In this book, Alessandro Ludovico re-reads the history of the avant-garde arts as a prehistory of cutting through the so-called dichotomy between paper and electronics. Ludovico is the editor and publisher of Neural, a magazine for critical digital culture and media arts. For more than twenty years now, he has been working at the cutting edge (and the outer fringes) of both print publishing and politically engaged digital art
While highlighting established artists such as Gerhard Richter, the book also includes emerging and mid-career artists whose work ranges widely. Artists such as Jeremy Wood who plots his movement across the globe through GPS tracking, Tatsuo Miyajima who does digital light displays, Eduardo Kac who does transgenic bio-art or Santiago Sierra who paid workers to shift a heavy rock back and forth are among the international artists included in this book. Often controversial, these artists push the boundaries of what would traditionally be considered art
The industrial revolution was a revolution for engineers. Now designers are at the forefront of a new revolution. They are part of networks that enable them to develop new materials and systems, build their own machines, and seek new tools for production and distribution. These developments offer an alternative to mass production and open paths to a new economy and society
Does the American dream still exist? What is its future in an era in which the promise of happiness and economic prosperity seems to clash with an increasingly complex and difficult scenario?
There is nowhere else in the world quite like Chungking Mansions, a dilapidated seventeen-story commercial and residential structure in the heart of Hong Kong’s tourist district. A remarkably motley group of people call the building home; Pakistani phone stall operators, Chinese guesthouse workers, Nepalese heroin addicts, Indonesian sex workers, and traders and asylum seekers from all over Asia and Africa live and work there–even backpacking tourists rent rooms. In short, it is possibly the most globalized spot on the planet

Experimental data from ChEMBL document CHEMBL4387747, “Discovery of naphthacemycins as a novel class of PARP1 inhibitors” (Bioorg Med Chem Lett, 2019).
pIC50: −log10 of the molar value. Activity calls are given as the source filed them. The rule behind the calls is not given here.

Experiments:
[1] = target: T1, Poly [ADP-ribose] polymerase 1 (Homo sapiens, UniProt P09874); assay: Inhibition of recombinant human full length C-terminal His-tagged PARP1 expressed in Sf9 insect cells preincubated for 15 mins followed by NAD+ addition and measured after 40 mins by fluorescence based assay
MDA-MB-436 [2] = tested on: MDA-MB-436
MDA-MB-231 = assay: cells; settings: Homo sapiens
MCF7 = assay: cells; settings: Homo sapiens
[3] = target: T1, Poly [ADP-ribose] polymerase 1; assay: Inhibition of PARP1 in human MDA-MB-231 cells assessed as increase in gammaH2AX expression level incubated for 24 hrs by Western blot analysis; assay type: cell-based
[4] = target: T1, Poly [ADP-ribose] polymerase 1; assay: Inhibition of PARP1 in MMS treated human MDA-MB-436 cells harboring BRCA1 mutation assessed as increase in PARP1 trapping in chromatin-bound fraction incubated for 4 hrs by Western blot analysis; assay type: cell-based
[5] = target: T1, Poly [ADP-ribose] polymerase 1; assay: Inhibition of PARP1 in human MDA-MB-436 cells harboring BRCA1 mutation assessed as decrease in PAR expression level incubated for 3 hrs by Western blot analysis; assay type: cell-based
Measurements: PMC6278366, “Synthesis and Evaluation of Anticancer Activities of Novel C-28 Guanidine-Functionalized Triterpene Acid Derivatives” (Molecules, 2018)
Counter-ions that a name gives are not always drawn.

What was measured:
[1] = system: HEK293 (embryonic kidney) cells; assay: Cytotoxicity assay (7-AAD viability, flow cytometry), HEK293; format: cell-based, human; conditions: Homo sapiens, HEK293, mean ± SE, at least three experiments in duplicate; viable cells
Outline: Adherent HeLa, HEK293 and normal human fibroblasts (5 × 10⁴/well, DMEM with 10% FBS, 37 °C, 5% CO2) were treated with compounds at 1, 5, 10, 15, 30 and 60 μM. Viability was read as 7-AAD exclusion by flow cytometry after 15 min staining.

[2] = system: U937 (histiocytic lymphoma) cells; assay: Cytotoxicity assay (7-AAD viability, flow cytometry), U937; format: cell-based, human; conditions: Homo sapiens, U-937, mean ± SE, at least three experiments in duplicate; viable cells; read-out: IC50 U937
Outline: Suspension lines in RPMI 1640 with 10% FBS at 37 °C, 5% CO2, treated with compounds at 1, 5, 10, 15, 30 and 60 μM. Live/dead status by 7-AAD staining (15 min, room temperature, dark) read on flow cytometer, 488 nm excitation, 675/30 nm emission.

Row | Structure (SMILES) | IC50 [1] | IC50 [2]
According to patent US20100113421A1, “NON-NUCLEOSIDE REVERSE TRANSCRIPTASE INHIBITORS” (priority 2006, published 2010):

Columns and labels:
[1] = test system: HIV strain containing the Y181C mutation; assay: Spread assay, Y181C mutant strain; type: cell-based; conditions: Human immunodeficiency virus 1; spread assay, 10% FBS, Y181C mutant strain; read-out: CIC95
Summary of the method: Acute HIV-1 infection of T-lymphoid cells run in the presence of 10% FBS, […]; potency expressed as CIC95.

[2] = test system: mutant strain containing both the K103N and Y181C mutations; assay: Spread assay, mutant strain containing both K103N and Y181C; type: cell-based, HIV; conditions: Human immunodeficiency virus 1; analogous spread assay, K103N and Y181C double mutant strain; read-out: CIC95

The project that Shing-Tat Chung was showing at the work in progress show of Design Interactions, explores a world in which beliefs and rituals emerge from the seemingly harmless private sphere to infect larger and more complex public systems. In times of uncertainty will the population demand an alternative logic to be implemented? This project imagines a stock market in which superstitions abound, producing uncanny algorithms and illogical bankers attired in green suit and Feng-Shui briefcases
“People who are comfortable with eating meat, should be equally comfortable with killing animals.”
Because he is interested in the ethics and dilemmas of eating meat, John O’Shea is looking into schemes to achieve a more compassionate meat consumption. Since 2008, the artist has been working on Meat Licence Proposal. Under this law proposal, citizens willing to buy or consume a certain type of meat would need to obtain a licence to do so first. The only way to acquire the licence is to slaughter the animal yourself
Architecture of Fear explores how feelings of fear pervade daily life in the contemporary media society. The cause of fear seems interchangeable and constantly fluctuating. Shifting from one thing to the next, often relating to invisible or indirect phenomena’s (terrorism, viral diseases, pollution, financial crisis), anything has the ability to become a potential threat. Rather than an immediate emotional strategy for survival fear is becoming a constant low level feeling in the background that gives rise to a new global infrastructure based on security, prevention and risk-management
A new exhibition celebrates the role of making in our lives by presenting an eclectic selection of over 100 exquisitely crafted objects, ranging from a life-size crochet bear to a ceramic eye patch, a fine metal flute to dry stone walling. Power of Making is a cabinet of curiosities showing works by both amateurs and leading makers from around the world to present a snapshot of making in our time